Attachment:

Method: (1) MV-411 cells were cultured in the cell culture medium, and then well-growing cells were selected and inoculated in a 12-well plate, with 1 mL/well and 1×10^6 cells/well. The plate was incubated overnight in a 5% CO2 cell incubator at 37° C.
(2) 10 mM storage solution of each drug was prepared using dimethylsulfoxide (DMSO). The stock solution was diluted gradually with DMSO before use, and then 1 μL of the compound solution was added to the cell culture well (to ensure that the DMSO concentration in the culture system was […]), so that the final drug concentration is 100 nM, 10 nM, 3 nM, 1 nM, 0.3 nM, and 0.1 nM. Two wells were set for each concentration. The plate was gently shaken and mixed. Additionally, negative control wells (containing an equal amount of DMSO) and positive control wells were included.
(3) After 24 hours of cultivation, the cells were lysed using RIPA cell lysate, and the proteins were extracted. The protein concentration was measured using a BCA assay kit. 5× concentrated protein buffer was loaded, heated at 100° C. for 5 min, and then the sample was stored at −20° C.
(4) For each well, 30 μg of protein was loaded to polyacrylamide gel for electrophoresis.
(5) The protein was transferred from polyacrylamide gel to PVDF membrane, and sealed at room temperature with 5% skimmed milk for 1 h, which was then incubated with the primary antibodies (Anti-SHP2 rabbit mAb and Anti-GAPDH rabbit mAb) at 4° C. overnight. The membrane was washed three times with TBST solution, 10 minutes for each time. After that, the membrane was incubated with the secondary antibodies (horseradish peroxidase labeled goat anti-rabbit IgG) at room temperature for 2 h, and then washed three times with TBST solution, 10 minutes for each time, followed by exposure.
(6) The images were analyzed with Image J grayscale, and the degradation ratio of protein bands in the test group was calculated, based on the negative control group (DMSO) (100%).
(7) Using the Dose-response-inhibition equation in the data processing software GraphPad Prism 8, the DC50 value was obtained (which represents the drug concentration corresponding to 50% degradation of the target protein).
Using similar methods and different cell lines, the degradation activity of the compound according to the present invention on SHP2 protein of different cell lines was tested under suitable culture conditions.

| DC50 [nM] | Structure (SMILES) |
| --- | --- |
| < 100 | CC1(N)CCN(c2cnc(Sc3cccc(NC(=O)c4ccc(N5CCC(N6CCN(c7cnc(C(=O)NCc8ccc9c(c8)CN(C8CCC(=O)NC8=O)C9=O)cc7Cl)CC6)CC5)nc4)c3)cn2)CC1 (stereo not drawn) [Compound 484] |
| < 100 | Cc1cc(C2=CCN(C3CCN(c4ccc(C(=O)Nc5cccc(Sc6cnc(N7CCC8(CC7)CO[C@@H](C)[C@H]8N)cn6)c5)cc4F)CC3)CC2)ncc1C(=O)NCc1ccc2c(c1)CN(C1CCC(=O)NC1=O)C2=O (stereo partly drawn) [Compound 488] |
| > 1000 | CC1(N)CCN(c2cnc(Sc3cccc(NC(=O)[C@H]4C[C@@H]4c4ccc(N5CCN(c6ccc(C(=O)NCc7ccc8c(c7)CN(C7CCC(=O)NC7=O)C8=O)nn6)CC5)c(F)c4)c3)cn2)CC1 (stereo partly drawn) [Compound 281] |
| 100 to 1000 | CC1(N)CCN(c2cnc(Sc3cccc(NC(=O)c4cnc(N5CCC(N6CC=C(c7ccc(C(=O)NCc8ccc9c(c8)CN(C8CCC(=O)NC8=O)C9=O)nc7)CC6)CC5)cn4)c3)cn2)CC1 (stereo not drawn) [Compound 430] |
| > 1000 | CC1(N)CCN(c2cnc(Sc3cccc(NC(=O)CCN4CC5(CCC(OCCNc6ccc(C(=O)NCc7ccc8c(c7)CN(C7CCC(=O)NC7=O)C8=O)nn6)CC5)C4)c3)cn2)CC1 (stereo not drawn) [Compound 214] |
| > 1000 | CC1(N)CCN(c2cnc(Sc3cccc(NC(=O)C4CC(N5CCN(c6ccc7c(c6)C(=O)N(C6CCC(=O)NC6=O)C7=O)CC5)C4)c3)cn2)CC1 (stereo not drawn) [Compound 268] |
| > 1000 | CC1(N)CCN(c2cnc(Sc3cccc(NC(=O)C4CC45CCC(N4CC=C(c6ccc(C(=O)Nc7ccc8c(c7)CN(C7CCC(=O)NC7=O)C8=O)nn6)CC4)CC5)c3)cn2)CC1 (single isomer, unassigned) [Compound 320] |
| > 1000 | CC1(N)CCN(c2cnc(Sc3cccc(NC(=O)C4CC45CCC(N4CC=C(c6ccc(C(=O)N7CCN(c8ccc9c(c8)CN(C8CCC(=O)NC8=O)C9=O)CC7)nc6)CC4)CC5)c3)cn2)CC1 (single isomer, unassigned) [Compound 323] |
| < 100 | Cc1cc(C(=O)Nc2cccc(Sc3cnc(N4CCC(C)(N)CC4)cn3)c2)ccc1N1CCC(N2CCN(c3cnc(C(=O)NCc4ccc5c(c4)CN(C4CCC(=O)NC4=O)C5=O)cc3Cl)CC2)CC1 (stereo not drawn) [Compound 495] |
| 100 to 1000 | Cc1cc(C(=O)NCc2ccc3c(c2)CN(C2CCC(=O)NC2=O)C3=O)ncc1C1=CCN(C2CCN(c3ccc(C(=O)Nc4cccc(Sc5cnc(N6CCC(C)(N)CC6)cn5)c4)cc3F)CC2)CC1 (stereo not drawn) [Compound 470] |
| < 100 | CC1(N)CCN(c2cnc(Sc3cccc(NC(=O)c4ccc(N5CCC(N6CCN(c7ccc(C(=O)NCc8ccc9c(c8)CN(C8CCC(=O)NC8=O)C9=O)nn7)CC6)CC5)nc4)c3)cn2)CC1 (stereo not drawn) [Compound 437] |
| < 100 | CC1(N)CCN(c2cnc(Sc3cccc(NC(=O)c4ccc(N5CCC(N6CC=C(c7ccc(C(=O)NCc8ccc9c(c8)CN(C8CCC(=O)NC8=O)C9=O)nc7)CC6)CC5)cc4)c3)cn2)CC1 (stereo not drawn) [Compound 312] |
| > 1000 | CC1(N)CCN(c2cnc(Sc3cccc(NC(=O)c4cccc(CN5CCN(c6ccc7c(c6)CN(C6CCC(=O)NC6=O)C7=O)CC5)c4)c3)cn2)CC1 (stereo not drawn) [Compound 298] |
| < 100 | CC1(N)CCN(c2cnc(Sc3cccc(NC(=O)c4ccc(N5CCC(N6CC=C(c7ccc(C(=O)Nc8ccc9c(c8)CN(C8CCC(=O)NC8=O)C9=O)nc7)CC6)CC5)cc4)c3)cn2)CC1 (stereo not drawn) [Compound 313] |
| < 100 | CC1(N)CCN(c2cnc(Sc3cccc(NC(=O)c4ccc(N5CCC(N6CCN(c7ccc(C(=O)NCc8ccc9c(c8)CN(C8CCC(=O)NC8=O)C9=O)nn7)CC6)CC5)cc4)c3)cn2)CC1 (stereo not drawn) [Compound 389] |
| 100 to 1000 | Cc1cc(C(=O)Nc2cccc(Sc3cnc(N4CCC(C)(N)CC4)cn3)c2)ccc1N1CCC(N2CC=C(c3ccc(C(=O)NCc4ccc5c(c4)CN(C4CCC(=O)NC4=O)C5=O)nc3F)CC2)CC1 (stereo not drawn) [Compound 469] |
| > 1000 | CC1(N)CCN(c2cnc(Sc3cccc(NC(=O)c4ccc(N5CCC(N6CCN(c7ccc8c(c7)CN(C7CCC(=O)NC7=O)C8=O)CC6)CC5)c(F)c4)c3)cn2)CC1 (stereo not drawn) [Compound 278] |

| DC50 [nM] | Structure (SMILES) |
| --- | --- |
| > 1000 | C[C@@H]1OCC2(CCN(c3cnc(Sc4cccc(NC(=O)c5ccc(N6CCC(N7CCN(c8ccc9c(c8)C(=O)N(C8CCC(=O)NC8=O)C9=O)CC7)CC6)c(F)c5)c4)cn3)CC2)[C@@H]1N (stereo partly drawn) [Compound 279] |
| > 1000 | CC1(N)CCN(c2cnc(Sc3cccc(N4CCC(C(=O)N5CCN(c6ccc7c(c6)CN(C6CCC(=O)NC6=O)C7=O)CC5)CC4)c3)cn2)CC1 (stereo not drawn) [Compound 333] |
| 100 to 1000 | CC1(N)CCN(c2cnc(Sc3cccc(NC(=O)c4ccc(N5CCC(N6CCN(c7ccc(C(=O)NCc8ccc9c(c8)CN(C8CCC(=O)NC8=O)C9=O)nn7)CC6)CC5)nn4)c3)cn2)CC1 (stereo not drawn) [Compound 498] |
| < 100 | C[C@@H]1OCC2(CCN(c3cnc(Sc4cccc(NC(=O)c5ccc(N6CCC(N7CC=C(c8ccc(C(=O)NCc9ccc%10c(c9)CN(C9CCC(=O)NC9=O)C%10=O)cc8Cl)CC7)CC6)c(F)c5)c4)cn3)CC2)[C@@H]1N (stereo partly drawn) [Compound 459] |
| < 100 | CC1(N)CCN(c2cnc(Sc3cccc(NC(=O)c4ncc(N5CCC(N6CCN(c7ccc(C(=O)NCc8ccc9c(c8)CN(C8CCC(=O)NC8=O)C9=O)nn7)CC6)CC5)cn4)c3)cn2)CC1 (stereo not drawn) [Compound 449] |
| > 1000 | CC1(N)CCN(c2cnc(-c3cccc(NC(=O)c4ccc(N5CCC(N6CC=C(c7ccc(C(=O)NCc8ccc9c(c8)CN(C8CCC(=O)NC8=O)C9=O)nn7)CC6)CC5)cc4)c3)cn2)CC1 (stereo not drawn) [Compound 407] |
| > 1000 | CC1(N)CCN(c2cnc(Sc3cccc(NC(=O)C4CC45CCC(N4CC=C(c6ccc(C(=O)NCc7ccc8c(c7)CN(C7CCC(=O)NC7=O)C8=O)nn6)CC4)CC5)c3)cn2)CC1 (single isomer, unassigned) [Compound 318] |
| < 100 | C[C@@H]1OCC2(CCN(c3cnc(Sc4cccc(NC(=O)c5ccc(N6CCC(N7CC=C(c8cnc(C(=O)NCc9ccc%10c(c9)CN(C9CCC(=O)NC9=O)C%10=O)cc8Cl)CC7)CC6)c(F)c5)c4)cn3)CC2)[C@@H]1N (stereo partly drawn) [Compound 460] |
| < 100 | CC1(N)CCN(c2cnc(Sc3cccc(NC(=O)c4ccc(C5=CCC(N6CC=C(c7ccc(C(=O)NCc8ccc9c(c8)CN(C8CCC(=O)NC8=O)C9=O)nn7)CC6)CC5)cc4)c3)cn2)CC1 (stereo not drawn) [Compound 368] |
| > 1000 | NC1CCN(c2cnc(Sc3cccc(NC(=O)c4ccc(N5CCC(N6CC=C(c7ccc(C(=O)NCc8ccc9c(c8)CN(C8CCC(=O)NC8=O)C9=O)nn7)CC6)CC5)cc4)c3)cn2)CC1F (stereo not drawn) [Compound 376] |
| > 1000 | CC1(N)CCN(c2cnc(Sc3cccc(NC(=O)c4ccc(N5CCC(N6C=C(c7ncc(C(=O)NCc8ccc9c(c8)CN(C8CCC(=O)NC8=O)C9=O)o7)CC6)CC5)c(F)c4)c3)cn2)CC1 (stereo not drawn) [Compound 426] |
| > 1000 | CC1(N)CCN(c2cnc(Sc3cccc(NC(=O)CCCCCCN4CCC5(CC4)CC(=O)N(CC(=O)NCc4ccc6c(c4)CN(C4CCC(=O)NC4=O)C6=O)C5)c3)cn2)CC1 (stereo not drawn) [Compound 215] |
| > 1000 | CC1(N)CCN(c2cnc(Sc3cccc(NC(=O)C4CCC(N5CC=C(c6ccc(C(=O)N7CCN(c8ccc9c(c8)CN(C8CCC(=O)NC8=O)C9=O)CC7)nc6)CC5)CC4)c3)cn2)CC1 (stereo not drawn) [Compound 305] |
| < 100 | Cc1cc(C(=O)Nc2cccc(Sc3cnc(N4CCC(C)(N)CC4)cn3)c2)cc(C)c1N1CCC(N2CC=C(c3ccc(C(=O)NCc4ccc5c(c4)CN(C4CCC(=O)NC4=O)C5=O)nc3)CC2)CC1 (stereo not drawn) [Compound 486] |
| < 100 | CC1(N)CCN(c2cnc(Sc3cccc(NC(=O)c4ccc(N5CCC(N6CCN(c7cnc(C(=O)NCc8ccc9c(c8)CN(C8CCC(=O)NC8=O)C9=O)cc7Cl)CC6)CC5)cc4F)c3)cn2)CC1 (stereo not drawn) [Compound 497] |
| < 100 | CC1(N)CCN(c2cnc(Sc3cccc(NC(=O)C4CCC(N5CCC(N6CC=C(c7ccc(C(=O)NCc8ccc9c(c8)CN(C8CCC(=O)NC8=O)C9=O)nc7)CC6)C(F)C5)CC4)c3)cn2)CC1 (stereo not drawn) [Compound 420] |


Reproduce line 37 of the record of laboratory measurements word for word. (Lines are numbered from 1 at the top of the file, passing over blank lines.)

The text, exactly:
| < 100 | C[C@@H]1OCC2(CCN(c3cnc(Sc4cccc(NC(=O)c5ccc(N6CCC(N7CC=C(c8cnc(C(=O)NCc9ccc%10c(c9)CN(C9CCC(=O)NC9=O)C%10=O)cc8Cl)CC7)CC6)c(F)c5)c4)cn3)CC2)[C@@H]1N (stereo partly drawn) [Compound 460] |